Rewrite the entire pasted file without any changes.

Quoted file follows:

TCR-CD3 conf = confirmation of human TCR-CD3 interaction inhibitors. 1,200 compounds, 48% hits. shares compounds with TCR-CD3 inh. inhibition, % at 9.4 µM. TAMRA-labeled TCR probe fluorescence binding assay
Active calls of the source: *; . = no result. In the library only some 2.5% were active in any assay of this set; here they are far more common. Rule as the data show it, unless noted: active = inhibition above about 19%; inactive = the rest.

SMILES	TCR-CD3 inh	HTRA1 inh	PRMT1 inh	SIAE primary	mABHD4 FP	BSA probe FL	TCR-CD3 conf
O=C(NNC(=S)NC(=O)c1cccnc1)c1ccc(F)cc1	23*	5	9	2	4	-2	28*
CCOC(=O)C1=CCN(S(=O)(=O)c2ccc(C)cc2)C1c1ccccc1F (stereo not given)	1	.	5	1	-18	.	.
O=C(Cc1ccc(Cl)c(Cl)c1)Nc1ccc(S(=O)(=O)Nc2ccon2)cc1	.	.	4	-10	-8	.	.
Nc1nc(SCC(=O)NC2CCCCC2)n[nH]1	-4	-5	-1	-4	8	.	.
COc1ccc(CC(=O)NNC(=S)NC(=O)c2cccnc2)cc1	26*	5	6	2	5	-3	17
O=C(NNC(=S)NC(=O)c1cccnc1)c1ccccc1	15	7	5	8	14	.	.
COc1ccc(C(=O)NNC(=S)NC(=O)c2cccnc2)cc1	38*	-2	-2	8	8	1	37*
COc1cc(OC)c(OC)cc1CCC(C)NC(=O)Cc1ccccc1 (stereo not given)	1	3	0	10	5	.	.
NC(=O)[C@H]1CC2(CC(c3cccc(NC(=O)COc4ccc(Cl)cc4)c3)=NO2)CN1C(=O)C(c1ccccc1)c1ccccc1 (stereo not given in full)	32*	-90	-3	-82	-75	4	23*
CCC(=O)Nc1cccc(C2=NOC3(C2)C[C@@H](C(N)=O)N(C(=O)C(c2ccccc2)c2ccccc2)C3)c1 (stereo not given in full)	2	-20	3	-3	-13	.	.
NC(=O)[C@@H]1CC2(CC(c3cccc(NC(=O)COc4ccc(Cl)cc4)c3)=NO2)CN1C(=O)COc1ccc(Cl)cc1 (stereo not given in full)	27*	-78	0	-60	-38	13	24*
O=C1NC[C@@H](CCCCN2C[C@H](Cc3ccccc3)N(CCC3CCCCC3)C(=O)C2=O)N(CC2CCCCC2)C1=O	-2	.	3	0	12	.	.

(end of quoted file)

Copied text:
TCR-CD3 conf = confirmation of human TCR-CD3 interaction inhibitors. 1,200 compounds, 48% hits. shares compounds with TCR-CD3 inh. inhibition, % at 9.4 µM. TAMRA-labeled TCR probe fluorescence binding assay
Active calls of the source: *; . = no result. In the library only some 2.5% were active in any assay of this set; here they are far more common. Rule as the data show it, unless noted: active = inhibition above about 19%; inactive = the rest.

SMILES	TCR-CD3 inh	HTRA1 inh	PRMT1 inh	SIAE primary	mABHD4 FP	BSA probe FL	TCR-CD3 conf
O=C(NNC(=S)NC(=O)c1cccnc1)c1ccc(F)cc1	23*	5	9	2	4	-2	28*
CCOC(=O)C1=CCN(S(=O)(=O)c2ccc(C)cc2)C1c1ccccc1F (stereo not given)	1	.	5	1	-18	.	.
O=C(Cc1ccc(Cl)c(Cl)c1)Nc1ccc(S(=O)(=O)Nc2ccon2)cc1	.	.	4	-10	-8	.	.
Nc1nc(SCC(=O)NC2CCCCC2)n[nH]1	-4	-5	-1	-4	8	.	.
COc1ccc(CC(=O)NNC(=S)NC(=O)c2cccnc2)cc1	26*	5	6	2	5	-3	17
O=C(NNC(=S)NC(=O)c1cccnc1)c1ccccc1	15	7	5	8	14	.	.
COc1ccc(C(=O)NNC(=S)NC(=O)c2cccnc2)cc1	38*	-2	-2	8	8	1	37*
COc1cc(OC)c(OC)cc1CCC(C)NC(=O)Cc1ccccc1 (stereo not given)	1	3	0	10	5	.	.
NC(=O)[C@H]1CC2(CC(c3cccc(NC(=O)COc4ccc(Cl)cc4)c3)=NO2)CN1C(=O)C(c1ccccc1)c1ccccc1 (stereo not given in full)	32*	-90	-3	-82	-75	4	23*
CCC(=O)Nc1cccc(C2=NOC3(C2)C[C@@H](C(N)=O)N(C(=O)C(c2ccccc2)c2ccccc2)C3)c1 (stereo not given in full)	2	-20	3	-3	-13	.	.
NC(=O)[C@@H]1CC2(CC(c3cccc(NC(=O)COc4ccc(Cl)cc4)c3)=NO2)CN1C(=O)COc1ccc(Cl)cc1 (stereo not given in full)	27*	-78	0	-60	-38	13	24*
O=C1NC[C@@H](CCCCN2C[C@H](Cc3ccccc3)N(CCC3CCCCC3)C(=O)C2=O)N(CC2CCCCC2)C1=O	-2	.	3	0	12	.	.